procedure; finally, through their strong xenophobic stances, they undermine
one of the keystones of democracy, equality of men.
The second aim of this paper has concerned the attempt
origins of the recent rise of many ERPs. First, we noted the different fortunes
of old and new ERPs. While old ERPs are stable or declining (with the
exception of the recently born CP86 and the German DVU and NPD), the new
ERPs which have emerged in the
have attained considerable success,
even more than
per cent of the votes (FN, FRPn, AP). The explanation of
this sudden success lies in two basic changes
one at the cultural level, and the
other at the societal level.
At the cultural level, the neoconservative mood has legitimized a series of
‘right-wing’ themes which were previously almost banned from political de-
bate, pushing the ‘conservative’ parties
the right. This in turn has enlarged
the political space and provoked an increased polarization; in this process of
outbidding, the more extreme right parties have succeeded.
At the societal level, a different but simultaneous movement was taking
place during the
the party as such has been coupled with a
the political system and a corresponding de-
cline in confidence in its efficacy. A mounting sense of doom, in contrast to
postmaterialist optimism, has been transformed into new demands, mainly
unforeseen by the established conservative parties. These demands include
law and order enforcement and, above all, immigration control, which seems
be the leading issue for all new right-wing parties. This value change,
stimulated by the reaction
postmaterialism and by new combination of
authoritarian issues, might be identified as a silent counter-revolution.
very preliminary version of parts of this paper was been presented at the
ECPR workshop on ‘The Extreme Right in Europe’, Bochum, April 2-7,
wish to thank Stefan0 Bartolini, Lorenzo Ornaghi, Angelo Pane-
bianco, Colette Ysmal and all of the participants of this workshop for their
Peter Mair (1991: 61-63) has shown that the ‘small’ parties born after 1950 have an upward
tendency in electoral terms. This finding contrasts with the pessimistic outlook above under-
lined (and shared by Pedersen (1982, 1991)). The point is that Mair includes in his analysis
parties with up
after vote which contested at least three elections:
small parties refers
much smaller ones.
2. This is the main criticism by Flanagan (1987). However, in a recent contribution coauthored
with Minkenberg, Inglehart recognizes the influence of the New Politics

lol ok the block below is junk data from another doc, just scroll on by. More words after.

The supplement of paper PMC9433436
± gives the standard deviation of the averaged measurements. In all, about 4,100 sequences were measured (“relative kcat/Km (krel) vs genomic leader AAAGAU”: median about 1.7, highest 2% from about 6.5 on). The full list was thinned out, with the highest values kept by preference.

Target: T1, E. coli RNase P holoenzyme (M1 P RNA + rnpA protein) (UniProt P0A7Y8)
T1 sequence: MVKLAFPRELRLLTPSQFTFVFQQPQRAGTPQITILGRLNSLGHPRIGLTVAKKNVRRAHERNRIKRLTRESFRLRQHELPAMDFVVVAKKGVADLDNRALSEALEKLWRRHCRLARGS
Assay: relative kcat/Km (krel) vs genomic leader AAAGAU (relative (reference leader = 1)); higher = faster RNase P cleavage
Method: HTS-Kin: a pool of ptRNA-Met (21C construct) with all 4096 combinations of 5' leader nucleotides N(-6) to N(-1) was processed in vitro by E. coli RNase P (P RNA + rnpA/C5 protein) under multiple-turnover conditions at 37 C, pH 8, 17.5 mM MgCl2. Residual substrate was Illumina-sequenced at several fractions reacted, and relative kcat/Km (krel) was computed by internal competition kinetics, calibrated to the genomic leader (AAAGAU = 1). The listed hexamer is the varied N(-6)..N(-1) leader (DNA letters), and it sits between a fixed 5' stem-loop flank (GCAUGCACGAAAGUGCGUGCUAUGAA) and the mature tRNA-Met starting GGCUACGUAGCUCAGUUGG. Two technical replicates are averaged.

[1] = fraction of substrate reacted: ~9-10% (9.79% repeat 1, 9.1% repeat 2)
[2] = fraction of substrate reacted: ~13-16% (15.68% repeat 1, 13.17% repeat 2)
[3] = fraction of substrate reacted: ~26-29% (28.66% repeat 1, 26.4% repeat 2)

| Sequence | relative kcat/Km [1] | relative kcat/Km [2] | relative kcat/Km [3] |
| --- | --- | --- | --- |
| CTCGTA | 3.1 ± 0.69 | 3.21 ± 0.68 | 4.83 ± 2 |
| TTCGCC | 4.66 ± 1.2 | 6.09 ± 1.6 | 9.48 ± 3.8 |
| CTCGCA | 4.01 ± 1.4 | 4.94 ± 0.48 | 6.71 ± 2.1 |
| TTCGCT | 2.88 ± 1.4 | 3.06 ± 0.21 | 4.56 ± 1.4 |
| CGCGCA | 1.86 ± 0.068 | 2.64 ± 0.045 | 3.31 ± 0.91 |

non-materialist right-wing attitudes (Minkenberg and Inglehart, 1989).
3. The electoral attractivness across social classes
fascist and nazi parties has been highlighted
by Gentile (1989: 544-571) and Petersen (1975) for the PNF and by Childers (1983: spec.
25>257), Kater (1983: spec. 236-238). Muhlberger (1987: spec. 96,124-125) for the NSDAP.
see Hamilton (1982).
4. It should be underlined that even Stein Rokkan did not include fascist parties in his analysis.
a sense, this might be related to the
the process of democratization: the
mass enfranchisement in the early 1920s
the eve of the rise of the two new political
phenomena of the twentieth century, fascism and communism. But, in reality, communism is
led back to the cleavage structure, and the Bolshevik Revolution is considered a sort of fourth
critical juncture’ (Rokkan, 1970: 131). On the other hand, fascism is totally ignored; it is not
included in the set of alternatives offered
the citizens. Only in his last contributions Rokkan
started to reflect
the emergence of fascist parties and regimes, including them in his
macro-model (Hagvetet and Rokkan, 1980). However, his study
fascism was mainly focused
regimes and the process of democratization
of democracy) rather than
Lane and Ersson (1987: 97) divide the parties in
ones; while the
former group includes the parties derived
a major societal cleavage the latter
does not display any distinctive origin. Following such a scheme, they are not at ease dealing
called ‘non-structural’ parties.
Laver and Schofield (1990: 245) have recently reported four methods of constructing empir-
expert judgements, (2) analysis of legislative behaviour, (2) analysis
survey and (4) analysis of content of policy documents. However, these four methods could be
reduced to just two categories according
is present (first,
third and fourth method)
not (second method): precisely as we argue. At any rate, Laver
and Schofield’s Appendix B provides a useful survey
the various attempts at locating
empirical policy scales.
one exception to this rule and
regards the two British parties, National Front and
British National Party. The peak of their political fortunes, in particular
the National Front,
the 1970s, but even then they were not able to present candidates all over the
country. However, the very poor vote shares they got are also related to the peculiarity
English electoral system. At any rate, while electorally irrelevant (the National Front has
presented just one candidate at the 1989 European Election receiving 0.8% of the votes), both
parties have been regarded as a political presence in the British landscape. The numerous
them highlights this: Husbands, 1983, 1988, Lewis, 1987: 231-256, Taylor.
1982, Thurlow, 1987: 275-297, Walker, 1977.
8. Few words should be spent
justifying the exclusion
the Greek conservative party, Nea
Democratia (New Democracy). The ND spatial location is very skewed to the right pole:
Papadopulos (1988: 63) ‘ND appears paradoxically as a far-right party: 34.8 per
its electorate is located at level
the 1-10 left-right continuum). But despite the
consequent remarkable ideological distance between ND and Pasok electorates, the same
author denies the ‘presence of any presumably ‘antisystem’ party’ (Id.